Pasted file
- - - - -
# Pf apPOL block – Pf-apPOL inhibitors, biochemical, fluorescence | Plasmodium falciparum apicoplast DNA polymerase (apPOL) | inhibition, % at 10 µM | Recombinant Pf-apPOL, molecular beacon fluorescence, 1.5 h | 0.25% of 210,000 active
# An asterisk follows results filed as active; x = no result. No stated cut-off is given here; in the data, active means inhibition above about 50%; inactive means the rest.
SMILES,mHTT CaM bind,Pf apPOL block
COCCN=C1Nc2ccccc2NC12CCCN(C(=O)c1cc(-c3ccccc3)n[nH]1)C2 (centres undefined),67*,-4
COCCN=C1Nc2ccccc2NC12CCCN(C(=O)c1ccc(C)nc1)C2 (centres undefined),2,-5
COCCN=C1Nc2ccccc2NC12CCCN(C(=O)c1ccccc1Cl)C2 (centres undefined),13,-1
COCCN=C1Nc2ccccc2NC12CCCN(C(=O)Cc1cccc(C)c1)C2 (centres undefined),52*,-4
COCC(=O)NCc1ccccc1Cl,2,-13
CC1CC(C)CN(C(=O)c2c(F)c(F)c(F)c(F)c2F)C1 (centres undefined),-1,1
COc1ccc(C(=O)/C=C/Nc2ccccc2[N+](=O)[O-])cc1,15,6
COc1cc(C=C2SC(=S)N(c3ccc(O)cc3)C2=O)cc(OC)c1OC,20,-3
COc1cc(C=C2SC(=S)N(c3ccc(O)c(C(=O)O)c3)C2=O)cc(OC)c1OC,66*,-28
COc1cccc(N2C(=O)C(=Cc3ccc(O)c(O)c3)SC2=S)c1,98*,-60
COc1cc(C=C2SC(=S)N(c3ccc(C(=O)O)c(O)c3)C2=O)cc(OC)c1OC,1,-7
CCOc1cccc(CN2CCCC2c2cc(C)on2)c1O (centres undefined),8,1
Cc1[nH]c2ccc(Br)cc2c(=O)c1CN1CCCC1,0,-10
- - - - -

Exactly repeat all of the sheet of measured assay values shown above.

# Pf apPOL block – Pf-apPOL inhibitors, biochemical, fluorescence | Plasmodium falciparum apicoplast DNA polymerase (apPOL) | inhibition, % at 10 µM | Recombinant Pf-apPOL, molecular beacon fluorescence, 1.5 h | 0.25% of 210,000 active
# An asterisk follows results filed as active; x = no result. No stated cut-off is given here; in the data, active means inhibition above about 50%; inactive means the rest.
SMILES,mHTT CaM bind,Pf apPOL block
COCCN=C1Nc2ccccc2NC12CCCN(C(=O)c1cc(-c3ccccc3)n[nH]1)C2 (centres undefined),67*,-4
COCCN=C1Nc2ccccc2NC12CCCN(C(=O)c1ccc(C)nc1)C2 (centres undefined),2,-5
COCCN=C1Nc2ccccc2NC12CCCN(C(=O)c1ccccc1Cl)C2 (centres undefined),13,-1
COCCN=C1Nc2ccccc2NC12CCCN(C(=O)Cc1cccc(C)c1)C2 (centres undefined),52*,-4
COCC(=O)NCc1ccccc1Cl,2,-13
CC1CC(C)CN(C(=O)c2c(F)c(F)c(F)c(F)c2F)C1 (centres undefined),-1,1
COc1ccc(C(=O)/C=C/Nc2ccccc2[N+](=O)[O-])cc1,15,6
COc1cc(C=C2SC(=S)N(c3ccc(O)cc3)C2=O)cc(OC)c1OC,20,-3
COc1cc(C=C2SC(=S)N(c3ccc(O)c(C(=O)O)c3)C2=O)cc(OC)c1OC,66*,-28
COc1cccc(N2C(=O)C(=Cc3ccc(O)c(O)c3)SC2=S)c1,98*,-60
COc1cc(C=C2SC(=S)N(c3ccc(C(=O)O)c(O)c3)C2=O)cc(OC)c1OC,1,-7
CCOc1cccc(CN2CCCC2c2cc(C)on2)c1O (centres undefined),8,1
Cc1[nH]c2ccc(Br)cc2c(=O)c1CN1CCCC1,0,-10